“I was doing all right until I saw you again,” Moira replies, and walks out the door, leaving a distraught Offred behind for the Commander to take back home.
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Back at Chez Waterford, Serena Joy isn’t asleep; she’s making baby clothes for the child she so desperately wants and sneaking down to the kitchen in search of some hidden-away alcohol. Rita thought it might have been the Commander coming back, and Serena doesn’t seem to question it when she says her husband is home in his office. Rita offers to make tea but then suggests what Serena was actually looking for — booze — and they have a drink together. They discuss Mrs. Putnam, Janine’s former mistress, who complains her baby keeps her up at night but should be happy to even have a baby at all. Rita reveals she had a son who died in the war. He was only 19 years old. He died to build this world, and now mistress and “Martha” are both trapped in it. When the Commander does come in later that night, she doesn’t question where he was. And Offred crawls into her own bed, consumed by old memories of Moira and Hannah and Luke until she’s roused by Serena Joy, who pulls her out of bed and says to get dressed quickly.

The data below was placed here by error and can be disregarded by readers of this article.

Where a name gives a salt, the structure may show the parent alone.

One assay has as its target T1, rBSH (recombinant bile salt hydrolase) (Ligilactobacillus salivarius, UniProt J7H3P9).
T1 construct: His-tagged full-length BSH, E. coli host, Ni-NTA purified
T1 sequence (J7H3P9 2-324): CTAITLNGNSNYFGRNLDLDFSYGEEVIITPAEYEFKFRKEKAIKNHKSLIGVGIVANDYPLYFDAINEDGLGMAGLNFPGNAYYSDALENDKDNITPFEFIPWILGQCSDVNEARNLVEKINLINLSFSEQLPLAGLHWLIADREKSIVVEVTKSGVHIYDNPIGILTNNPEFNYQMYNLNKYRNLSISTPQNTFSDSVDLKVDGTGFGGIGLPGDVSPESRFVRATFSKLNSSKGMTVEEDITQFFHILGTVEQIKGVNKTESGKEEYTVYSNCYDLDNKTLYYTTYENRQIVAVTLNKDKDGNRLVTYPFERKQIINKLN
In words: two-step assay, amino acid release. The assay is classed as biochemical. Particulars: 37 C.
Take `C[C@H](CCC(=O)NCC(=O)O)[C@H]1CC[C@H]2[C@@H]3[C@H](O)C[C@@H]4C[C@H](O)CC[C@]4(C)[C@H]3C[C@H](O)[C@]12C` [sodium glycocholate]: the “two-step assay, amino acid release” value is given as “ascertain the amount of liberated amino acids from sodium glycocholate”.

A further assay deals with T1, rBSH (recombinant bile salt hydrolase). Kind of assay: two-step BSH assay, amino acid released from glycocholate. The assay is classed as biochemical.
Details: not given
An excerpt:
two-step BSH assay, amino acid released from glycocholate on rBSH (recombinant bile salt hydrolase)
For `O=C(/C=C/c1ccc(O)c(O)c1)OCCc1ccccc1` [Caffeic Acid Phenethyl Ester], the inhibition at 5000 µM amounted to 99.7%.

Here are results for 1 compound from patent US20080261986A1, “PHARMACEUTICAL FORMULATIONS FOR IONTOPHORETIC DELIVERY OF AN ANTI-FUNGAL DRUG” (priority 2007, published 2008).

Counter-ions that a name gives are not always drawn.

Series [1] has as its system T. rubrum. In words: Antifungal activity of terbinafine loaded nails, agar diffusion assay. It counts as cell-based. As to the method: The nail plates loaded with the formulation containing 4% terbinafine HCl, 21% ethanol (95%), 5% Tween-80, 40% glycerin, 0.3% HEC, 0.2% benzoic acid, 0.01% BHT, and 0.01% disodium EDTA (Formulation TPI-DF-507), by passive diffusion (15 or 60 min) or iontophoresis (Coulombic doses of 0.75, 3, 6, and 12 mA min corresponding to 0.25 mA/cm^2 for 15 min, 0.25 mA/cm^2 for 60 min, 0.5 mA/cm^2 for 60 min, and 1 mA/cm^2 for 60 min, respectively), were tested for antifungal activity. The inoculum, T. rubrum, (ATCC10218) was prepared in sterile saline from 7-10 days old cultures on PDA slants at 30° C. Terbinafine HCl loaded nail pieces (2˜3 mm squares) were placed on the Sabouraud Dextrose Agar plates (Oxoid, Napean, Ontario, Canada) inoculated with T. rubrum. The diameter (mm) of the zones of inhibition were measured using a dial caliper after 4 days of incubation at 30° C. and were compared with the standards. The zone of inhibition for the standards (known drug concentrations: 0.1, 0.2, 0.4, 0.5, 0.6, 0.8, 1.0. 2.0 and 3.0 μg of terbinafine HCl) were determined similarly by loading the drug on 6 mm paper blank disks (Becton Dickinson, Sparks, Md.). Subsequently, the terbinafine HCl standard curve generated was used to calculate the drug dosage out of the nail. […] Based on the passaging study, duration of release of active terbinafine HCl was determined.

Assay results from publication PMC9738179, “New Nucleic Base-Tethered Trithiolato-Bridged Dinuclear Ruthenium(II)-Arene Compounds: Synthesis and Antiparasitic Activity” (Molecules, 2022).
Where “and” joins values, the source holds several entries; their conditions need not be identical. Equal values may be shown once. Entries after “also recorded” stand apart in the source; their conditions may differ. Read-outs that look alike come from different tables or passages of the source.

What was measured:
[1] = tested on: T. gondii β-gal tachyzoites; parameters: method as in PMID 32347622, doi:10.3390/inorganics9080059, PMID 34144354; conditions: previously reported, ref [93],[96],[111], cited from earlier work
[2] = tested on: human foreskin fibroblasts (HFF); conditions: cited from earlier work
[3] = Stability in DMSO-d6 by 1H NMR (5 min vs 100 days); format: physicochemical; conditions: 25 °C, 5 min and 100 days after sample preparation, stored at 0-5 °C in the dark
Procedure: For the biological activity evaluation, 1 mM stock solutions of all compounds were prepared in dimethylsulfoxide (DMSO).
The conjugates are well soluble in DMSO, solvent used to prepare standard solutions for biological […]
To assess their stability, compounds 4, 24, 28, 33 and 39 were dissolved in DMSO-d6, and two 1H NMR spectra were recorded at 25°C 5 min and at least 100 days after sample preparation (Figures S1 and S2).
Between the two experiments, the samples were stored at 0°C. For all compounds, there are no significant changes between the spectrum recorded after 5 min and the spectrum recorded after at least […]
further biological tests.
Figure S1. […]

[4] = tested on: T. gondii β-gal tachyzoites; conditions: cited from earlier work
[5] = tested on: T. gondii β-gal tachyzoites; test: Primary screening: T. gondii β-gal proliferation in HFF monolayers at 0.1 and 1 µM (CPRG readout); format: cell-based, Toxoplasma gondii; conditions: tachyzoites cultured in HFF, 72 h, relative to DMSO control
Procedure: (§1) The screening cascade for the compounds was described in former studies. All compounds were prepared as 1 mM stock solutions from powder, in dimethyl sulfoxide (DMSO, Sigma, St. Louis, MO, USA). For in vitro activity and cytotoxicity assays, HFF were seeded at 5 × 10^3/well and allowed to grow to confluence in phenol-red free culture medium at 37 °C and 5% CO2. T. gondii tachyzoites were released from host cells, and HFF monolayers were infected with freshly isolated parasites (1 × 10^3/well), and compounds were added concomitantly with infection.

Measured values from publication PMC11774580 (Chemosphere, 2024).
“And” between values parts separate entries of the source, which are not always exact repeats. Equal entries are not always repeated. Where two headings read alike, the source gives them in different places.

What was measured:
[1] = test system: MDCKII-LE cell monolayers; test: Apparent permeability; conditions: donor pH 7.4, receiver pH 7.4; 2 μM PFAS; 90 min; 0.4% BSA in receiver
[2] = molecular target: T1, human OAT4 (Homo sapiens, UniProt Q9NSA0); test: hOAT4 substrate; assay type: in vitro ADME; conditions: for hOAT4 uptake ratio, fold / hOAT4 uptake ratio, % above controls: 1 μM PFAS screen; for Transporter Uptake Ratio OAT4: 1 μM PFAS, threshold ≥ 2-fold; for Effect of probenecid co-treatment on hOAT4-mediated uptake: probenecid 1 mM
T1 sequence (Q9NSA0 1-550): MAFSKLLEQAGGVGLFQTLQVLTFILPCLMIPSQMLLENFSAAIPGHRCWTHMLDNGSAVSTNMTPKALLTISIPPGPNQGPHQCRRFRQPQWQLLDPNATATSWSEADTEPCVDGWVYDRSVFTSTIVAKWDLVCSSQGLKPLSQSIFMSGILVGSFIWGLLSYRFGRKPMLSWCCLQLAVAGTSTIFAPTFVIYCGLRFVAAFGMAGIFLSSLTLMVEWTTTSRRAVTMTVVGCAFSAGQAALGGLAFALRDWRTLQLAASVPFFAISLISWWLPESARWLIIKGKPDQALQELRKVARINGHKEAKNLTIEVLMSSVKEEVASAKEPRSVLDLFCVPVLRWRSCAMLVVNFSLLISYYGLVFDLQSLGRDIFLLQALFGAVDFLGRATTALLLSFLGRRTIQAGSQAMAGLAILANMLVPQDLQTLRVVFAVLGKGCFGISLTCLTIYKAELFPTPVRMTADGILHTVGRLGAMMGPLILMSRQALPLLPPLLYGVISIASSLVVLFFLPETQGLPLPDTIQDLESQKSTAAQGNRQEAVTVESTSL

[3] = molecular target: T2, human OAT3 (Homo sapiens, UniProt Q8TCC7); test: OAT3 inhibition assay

It’s because of Janine, who is very much not well despite what Aunt Lydia may have insisted. She’s still expected to fulfill her handmaid duties, and while her new mistress seems kind, it also appears she really drank the Gilead Kool-Aid. “We’re in this together,” the mistress tells Janine, inviting her to scooch between her legs so they’re ready for the Commander. When he does come in, they both ignore Janine’s cry of protest and get straight to it, the wife smiling at her husband as if this were the most romantic thing in the world. (At least Serena Joy barely hides her disgust.) Finally, Janine can’t take it anymore and bolts up, crawling into a corner and crying and later bolting for the Putnams.